FOR the New Year another country quietly glided fully into Europe, which, of course, is none-too-hidden code for the European Union.

It adopted the euro. It entered Schengen. Its population can now travel from Rhodes to Hesteyri and Kirkenes to Sagres check- and exchange-free.

The country is Croatia. It has a population of just 3.8 million, two-thirds of ours, so it is not as if its size means it can do what we cannot. The impediments lie elsewhere and, moreover, were never agreed by us, in fact quite the contrary. And the impacts become daily more apparent with more to come. Let me give an example.

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We have a health problem in the family, a sick relative outwith the UK with long-term care needs, which we may not be able to fulfil either now or in the very near future. From November 2023, travel to Schengen will require a UK citizen to have a visa, and already there is in place a 90-in-180-day limitation. But here is the crux. Whilst Rhodes and Sagres are in Greece and Portugal and therefore EU, Hesteyri is in Iceland and Kirkenes in Norway and non-EU. The bottom line is that, whilst Schengen effectively covers Monaco, San Marino and the Vatican, it also specifically includes Switzerland, Liechtenstein, Norway and Iceland. In fact the only current EU member outwith the zone is Ireland, and who knows how long that will last.

So what does this mean for Scotland? Top of the list is increasing un-agreed isolation from all sides, politically and practically south of the Border included. However, the solutions lie with us.

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First, it is increasingly clear that to travel abroad, connections from all of Scotland’s airports to and onward from one-airport Amsterdam, Paris or Dublin offer more than chaotic, four-airport London. Those alternative routes need to be encouraged. Second, for surface transport Dover to Calais is for all sorts of reasons a bottle-neck. We need our own connection. We had one once – Rosyth to Zeebrugge, which was reduced to freight only and then in 2018 ended fully – but there is talk of resumption this year. It needs to happen and be committed to by our government in the same way as Oban to Barra or Grutness to Fair Isle.

And there can be more. We have our own currency. London-legal-tender arguments affirm. So let us utilise it finally to our advantage with three possibilities. The first is, pre-empting the endless discussion of post-independence currency, ASAP simply to replace our pound with the euro. The second is de facto to do so by making the euro legal tender within our borders and work in both. And the third, if all else is blocked, is to pass specifically Scottish legislation to allow, indeed encourage, parallel pricing in and acceptance of the euro in all transactions, in much the same way as is the current case in evolving Northern Ireland and we in fact already do for the English pound.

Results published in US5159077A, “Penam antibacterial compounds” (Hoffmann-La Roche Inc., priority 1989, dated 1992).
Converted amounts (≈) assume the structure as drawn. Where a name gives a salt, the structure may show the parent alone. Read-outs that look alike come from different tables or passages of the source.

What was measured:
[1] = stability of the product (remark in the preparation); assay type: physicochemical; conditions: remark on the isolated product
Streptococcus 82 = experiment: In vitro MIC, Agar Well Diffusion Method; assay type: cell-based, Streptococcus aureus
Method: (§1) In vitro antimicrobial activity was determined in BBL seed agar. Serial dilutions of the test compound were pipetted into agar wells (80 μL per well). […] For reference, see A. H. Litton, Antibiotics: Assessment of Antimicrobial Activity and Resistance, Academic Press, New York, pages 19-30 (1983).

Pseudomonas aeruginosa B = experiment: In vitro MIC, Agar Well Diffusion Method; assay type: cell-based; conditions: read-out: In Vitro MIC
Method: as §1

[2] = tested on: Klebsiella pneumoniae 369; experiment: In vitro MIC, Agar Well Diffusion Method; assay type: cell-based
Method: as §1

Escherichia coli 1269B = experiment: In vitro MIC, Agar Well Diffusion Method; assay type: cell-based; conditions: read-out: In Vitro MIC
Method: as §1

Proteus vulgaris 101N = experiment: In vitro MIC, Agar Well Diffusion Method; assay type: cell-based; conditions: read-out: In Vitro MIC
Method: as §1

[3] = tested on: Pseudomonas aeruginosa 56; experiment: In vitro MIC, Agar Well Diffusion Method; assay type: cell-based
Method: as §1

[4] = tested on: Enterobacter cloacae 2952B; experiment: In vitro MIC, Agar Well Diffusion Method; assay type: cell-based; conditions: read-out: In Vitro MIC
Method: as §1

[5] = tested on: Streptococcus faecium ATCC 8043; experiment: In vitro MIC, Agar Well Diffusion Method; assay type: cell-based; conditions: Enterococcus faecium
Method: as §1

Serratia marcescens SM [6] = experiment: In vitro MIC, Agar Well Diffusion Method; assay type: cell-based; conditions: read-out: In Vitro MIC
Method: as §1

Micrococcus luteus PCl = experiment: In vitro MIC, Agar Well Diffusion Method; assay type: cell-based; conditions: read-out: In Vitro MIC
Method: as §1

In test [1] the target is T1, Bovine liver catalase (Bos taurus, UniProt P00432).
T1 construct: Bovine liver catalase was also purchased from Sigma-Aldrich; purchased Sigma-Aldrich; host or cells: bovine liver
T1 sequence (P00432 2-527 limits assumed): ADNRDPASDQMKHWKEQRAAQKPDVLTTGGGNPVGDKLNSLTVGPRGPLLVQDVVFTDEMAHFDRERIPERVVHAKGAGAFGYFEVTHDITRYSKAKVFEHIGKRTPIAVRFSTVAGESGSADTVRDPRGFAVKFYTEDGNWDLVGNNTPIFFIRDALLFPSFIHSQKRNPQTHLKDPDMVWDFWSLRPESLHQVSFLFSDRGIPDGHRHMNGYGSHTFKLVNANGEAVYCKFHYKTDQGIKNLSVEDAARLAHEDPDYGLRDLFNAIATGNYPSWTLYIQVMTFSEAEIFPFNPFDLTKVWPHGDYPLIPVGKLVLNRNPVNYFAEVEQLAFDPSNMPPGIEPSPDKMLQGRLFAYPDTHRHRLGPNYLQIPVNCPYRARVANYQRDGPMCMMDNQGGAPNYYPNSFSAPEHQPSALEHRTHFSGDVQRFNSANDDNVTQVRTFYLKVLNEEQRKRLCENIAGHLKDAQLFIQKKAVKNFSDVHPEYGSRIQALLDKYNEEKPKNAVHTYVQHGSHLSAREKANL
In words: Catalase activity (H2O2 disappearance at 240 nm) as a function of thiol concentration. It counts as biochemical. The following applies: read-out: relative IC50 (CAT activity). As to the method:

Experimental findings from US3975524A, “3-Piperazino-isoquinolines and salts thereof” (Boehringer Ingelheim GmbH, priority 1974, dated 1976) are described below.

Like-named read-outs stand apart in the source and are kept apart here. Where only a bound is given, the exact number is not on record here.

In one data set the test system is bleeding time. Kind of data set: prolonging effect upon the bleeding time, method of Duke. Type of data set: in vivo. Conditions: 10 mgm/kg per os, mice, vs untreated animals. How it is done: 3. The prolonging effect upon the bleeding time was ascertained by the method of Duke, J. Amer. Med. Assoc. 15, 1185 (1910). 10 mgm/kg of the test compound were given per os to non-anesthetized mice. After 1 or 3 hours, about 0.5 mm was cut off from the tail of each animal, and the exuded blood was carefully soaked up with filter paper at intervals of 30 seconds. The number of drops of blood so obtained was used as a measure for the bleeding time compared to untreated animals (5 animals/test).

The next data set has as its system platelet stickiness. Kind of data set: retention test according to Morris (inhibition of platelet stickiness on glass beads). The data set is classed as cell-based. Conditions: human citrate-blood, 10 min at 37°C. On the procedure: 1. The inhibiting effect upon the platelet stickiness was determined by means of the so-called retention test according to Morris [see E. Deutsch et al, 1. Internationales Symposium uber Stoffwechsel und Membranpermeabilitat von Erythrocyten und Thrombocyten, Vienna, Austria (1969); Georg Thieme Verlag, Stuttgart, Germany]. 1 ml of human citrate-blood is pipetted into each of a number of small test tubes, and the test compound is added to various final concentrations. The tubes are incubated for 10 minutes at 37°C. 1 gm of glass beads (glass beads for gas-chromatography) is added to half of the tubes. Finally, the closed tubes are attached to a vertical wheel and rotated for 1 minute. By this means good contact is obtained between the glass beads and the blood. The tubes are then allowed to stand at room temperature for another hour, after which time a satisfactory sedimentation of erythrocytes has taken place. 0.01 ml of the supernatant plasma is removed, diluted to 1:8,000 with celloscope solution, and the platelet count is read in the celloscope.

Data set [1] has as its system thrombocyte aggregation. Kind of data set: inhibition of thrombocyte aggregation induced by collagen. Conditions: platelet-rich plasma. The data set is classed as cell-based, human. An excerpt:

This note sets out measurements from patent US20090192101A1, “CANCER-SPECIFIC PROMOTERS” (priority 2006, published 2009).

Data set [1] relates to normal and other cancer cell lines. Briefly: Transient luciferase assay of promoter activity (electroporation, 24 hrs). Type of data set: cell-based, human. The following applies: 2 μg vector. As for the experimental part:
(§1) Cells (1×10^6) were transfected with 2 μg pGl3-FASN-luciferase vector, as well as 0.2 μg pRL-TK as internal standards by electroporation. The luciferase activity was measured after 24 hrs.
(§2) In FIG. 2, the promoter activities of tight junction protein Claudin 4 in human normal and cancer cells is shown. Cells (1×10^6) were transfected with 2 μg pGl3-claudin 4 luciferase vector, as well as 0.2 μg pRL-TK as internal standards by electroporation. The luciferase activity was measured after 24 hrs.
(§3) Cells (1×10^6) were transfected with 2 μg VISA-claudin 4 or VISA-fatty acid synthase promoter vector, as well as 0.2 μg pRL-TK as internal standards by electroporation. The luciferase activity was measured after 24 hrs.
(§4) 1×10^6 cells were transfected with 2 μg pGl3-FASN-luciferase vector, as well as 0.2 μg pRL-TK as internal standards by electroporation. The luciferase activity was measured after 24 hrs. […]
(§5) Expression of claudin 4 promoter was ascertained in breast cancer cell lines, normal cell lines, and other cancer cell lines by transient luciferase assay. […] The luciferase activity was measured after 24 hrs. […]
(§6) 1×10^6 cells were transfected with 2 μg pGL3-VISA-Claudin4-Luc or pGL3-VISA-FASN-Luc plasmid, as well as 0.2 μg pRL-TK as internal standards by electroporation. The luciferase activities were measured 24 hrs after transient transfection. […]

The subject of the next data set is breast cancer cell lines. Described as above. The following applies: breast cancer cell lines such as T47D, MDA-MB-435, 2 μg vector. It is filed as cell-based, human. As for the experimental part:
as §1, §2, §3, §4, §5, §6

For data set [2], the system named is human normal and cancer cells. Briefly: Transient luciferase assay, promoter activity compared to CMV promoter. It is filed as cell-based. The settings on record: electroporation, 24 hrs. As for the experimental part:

Then we can watch what happens, whilst showing to our continental European cousins an obvious intent.

Iain Campbell Whittle

50 years ago this week, the UK and Ireland joined the European Economic Community. Back in 1973, Ireland’s economy was weak and it relied for the bulk of its trade with the wealthy UK. How times have changed.

Through its membership of the EU, and its long-established transatlantic connections, small (Scotland-sized) independent Ireland has blossomed to become the world’s 27th-largest economy, with exports to the EU and US now accounting for 60% of the country’s $20 billion total.

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Ireland has also become a key actor on the world stage; it was a member of the UN Security Council for the 2021-2022 term and it sends more troops on UN peacekeeping missions than the UK. Since 1973, Ireland’s trade with the UK has fallen to less than 20% and this reduction continues thanks to Brexit.

At the start of 2023, the economic position of the two countries could not be more different; according to World Bank data, Ireland has one the world’s highest GDPs per capita ($100,000), compared to the UK’s lowly $46,500, and unlike the “zero-growth” UK, this confident, connected and lucky country is looking forward to economic growth in 2023 of a healthy 3.2%. In short (and despite having less natural resources than Scotland), Ireland has successfully decoupled its economy from the UK’s and has a bright future ahead of it.

See it, Scotland, and weep.

D Jamieson

ISN’T is easy peasy when not in power to call for more money for the Scottish Child Payment?

The SNP government have been praised nationwide for the support they have given to families in Scotland. Yet here we go again with Alba calling for another rise, but as usual no detail of where and from which budget the money can be found. Why not a rise to £100 a week? It seems Alba think there is a money tree behind Bute House. So why did Mr Salmond not think of this when he was in charge and execute the child payment rise? Pathetic!

Is there a election coming along?

Ken McCartney